The development by Tata Motors of the Nano car, packed with creative features and priced amazingly at Rs one-lakh, is truly an industrial phenomenon. By conceptualizing and commercializing the Nano car, Mr Ratan Tata has unveiled a new industrial paradigm for India. It is a pity that the manufacture of the car had to be shifted to a new site postponing an effective mass launch by at least a year. In this context, the significance of the Nano and strategies to avoid this kind of impediments need discussion.
The significance of Tata Nano lies in the fact that it is not merely a cheap car or low cost car. If it were just that, it would not have received global attention the way it did. To view the Nano in perspective, there have indeed been several low-cost products in India in the past. For example, cellular phones have been designed for, and introduced, at say 10 per cent of the price of a high-end mobile phone while televisions have been marketed at 50 percent of the price of a brand-leader’s television. However, these were essentially low cost developments with stripped-down features or with procurement economics and were also dependent on overseas technologies.
On the other hand, Tata Nano represents a break-through indigenous technology, which harnessed innovative efforts and intensive investments to not merely breach a price floor but more importantly offer a whole new user paradigm. That Indian talent can design and manufacture superior products with high technology and low prices to create vast new markets is the quintessence of what Tata Nano means to the Indian industry, economy and society.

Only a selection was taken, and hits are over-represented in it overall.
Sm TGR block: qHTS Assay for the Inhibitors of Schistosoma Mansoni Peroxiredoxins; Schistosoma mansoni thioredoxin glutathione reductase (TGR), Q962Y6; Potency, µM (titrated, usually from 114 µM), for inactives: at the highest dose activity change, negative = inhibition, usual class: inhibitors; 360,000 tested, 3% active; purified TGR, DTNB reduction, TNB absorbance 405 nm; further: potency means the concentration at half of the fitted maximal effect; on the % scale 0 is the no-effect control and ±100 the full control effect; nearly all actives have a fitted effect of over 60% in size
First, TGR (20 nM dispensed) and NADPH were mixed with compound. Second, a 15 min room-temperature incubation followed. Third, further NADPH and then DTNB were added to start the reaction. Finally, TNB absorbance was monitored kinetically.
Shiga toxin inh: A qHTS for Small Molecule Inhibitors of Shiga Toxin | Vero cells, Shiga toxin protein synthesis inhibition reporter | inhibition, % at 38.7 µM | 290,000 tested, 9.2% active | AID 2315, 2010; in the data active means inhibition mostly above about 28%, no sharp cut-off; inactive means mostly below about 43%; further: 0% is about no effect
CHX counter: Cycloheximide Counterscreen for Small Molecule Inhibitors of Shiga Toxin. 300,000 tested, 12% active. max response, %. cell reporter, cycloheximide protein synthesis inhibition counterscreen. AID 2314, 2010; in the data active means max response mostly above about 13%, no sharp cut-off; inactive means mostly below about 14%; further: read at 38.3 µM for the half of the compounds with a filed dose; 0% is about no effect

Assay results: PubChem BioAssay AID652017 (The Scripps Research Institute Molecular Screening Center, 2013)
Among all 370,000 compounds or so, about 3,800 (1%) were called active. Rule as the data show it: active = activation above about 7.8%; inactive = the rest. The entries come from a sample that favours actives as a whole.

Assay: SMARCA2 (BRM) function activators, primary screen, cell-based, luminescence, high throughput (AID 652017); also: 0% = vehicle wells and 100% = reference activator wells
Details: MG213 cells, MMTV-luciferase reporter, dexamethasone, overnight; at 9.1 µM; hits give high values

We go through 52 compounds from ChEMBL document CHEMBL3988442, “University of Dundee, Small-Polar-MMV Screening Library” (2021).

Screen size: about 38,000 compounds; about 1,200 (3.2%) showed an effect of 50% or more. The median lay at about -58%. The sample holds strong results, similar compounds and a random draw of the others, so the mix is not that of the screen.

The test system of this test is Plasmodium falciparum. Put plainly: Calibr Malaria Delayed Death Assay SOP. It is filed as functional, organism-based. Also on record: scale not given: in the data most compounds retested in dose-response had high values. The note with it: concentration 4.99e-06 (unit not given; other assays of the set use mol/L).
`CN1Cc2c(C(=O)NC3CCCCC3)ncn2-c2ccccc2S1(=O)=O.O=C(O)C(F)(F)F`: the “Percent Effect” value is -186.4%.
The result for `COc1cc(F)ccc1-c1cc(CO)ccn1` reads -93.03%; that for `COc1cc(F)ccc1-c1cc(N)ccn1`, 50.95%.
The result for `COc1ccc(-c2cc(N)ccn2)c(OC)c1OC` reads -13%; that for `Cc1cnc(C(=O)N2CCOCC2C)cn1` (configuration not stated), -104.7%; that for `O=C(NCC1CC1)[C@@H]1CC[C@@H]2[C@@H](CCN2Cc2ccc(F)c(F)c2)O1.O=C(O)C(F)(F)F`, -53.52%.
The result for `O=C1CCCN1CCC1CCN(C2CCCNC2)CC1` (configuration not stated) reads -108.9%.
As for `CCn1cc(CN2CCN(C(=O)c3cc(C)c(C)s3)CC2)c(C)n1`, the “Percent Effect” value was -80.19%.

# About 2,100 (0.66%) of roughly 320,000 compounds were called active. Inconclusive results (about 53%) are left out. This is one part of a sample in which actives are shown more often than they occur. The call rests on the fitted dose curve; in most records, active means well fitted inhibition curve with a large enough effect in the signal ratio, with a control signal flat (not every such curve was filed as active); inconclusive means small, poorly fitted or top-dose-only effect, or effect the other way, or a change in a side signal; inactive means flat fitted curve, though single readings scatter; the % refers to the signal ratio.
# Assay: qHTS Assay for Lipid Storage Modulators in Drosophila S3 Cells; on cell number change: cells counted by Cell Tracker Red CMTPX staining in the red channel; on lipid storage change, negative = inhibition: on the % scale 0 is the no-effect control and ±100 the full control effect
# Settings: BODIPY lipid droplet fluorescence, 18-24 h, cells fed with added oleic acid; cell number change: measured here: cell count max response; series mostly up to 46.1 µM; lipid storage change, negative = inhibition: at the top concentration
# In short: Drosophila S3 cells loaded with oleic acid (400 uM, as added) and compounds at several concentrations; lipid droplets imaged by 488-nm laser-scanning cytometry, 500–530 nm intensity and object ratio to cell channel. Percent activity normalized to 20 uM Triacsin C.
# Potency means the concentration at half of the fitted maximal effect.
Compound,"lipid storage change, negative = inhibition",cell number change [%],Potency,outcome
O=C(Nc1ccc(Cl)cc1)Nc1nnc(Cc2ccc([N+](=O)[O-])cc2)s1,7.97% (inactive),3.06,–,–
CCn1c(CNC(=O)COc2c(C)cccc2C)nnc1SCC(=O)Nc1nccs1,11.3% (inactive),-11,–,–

Technologically, Tata Nano represents the utilization of thought-leading concepts for a mini car design such as a four-seater, four-door spacing, a rear-mounted 623 cc all-aluminum engine, full 4 speed transmission, rear wheel drive, tubeless tyres, high-roof monocoque body and high visibility glass, all of which are integrated for contemporary safety and emission standards. In conceptualizing this novel car, Tata Motors has offered an alternative and safer transportation medium to the millions of small families in India. These could be young couples with dependent elders or evolving families with young kids. The usage need not be confined only to city landscape either. Nano car could trigger a total transportation revolution across India covering urban, semi-urban and rural areas.
While Nano has its critics in terms of the perceived impact on the roads all the criticism is not well placed. Environmentally conscious people can car-pool even on a Nano. Similarly, disciplined Nanos will make a better and safer utilization of road space compared to swarms of speeding two-wheelers. Moreover, the same visionary leadership and the innovative company that brought out a Nano could continue to innovate in terms of incremental innovations such as more economic fuels, exotic materials and multi-terrain transmission.
Viewed from any angle, Tata Nano will have overwhelmingly positive industrial and economic implications for India, if the concepts are leveraged across various industrial verticals and along multiple value chains.
Design drives development
The noted management expert, Dr CK Prahalad has brought out in his book, The Fortune at the Bottom of the Pyramid, as to how an innovative design, whether of a product or a service, can discover new fortune at the bottom of an economic or social pyramid.